Also, at the same time, milling provides an opportunity for mixing other materials into the rubber, notably sulphur which takes part in the subsequent process of vulcanization or curing.
When this mixture is heated, the rubber reacts with sulphur and sets in the moulded shape. By this process rubber acquire unusual elasticity, because of vulcanization of rubber. A cured or vulcanized rubber may stretch to many times its original length, and will return to that length when the stretching force is removed.
Production of Rubber Filaments
A. Cut Rubber Filaments: The rubber latex is coagulated, and the raw rubber is mixed with vulcanizing agents and other ingredients on a mill. It is then passed through a calender, which produces a thin sheet of very accurately controlled dimensions. The sheet may be cut into filaments before or after vulcanization.
B. Extended Rubber Filaments: Rubber latex is mixed with vulcanizing agents, accelerators, antioxidants, pigments and other materials and is extruded through glass spinnerets into a coagulating bath, commonly of acetic acid. The jets of latex coagulate, and the filaments are washed, dried and heated to bring about vulcanization of the rubber. The filaments are thus converted into fine, highly-elastic threads, which are dusted with talc to provide a smooth surface which facilitates processing.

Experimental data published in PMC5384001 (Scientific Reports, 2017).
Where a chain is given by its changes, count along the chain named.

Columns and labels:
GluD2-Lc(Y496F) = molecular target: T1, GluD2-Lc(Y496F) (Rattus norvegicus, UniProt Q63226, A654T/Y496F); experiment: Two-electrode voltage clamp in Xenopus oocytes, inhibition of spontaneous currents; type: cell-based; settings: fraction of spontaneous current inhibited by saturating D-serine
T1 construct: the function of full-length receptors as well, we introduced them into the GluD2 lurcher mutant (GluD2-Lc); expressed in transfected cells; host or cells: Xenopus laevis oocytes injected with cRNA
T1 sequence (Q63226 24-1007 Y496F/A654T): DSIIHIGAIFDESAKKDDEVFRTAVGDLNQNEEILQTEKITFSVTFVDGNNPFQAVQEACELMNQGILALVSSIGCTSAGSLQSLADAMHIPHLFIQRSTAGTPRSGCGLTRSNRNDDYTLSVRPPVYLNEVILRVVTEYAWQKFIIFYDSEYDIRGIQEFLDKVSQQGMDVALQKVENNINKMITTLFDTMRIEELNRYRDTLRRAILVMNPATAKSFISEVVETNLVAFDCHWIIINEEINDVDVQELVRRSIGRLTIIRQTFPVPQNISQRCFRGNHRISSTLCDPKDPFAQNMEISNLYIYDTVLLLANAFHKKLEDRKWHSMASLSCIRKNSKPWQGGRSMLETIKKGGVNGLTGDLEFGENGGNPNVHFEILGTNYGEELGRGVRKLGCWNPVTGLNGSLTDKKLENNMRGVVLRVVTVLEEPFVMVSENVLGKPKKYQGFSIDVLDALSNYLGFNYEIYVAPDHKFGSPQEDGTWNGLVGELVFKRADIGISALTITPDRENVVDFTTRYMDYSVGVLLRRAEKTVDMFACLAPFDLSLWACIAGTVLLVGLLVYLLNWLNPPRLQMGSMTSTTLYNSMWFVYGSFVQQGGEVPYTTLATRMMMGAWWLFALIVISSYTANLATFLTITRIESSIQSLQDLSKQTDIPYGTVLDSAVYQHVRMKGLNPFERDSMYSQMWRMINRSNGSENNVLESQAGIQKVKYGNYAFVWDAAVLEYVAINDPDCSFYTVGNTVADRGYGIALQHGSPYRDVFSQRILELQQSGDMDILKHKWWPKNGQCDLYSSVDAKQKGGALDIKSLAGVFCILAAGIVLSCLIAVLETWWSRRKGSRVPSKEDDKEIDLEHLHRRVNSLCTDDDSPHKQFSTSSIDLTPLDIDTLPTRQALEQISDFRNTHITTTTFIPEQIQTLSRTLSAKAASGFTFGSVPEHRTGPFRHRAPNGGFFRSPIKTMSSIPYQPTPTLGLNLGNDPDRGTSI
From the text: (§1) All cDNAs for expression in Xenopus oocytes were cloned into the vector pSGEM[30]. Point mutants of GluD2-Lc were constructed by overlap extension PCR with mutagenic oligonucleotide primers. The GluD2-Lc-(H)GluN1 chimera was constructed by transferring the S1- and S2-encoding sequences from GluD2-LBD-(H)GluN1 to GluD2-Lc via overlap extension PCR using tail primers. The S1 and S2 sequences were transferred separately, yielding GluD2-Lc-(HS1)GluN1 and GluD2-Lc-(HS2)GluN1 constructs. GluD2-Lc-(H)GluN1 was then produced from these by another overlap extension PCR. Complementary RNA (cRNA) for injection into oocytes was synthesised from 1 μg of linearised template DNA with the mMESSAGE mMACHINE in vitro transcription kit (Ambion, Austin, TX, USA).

Properties of Natural Rubber Fibres
- Natural rubber is a polymer of isoprene in which the isoprene units are arranged in the cis configuration.
- There are around 10,000 isoprene units in the chain molecule. The rubber like behavior of rubber is due to the unusual form of its molecules, which are highly folded, so that when a piece of rubber is pulled the molecules tend to straighten out and then return to their folded configurations on release of the strain.
- The kind of vulcanized rubber used for elastomeric fibres has a modulus at 500% extension of about 0.7 g/tex.
- Natural rubber is resistant to most inorganic acids but is attacked by concentrated sulphuric acid and by oxidizing acids such as nitric acid chromic acids.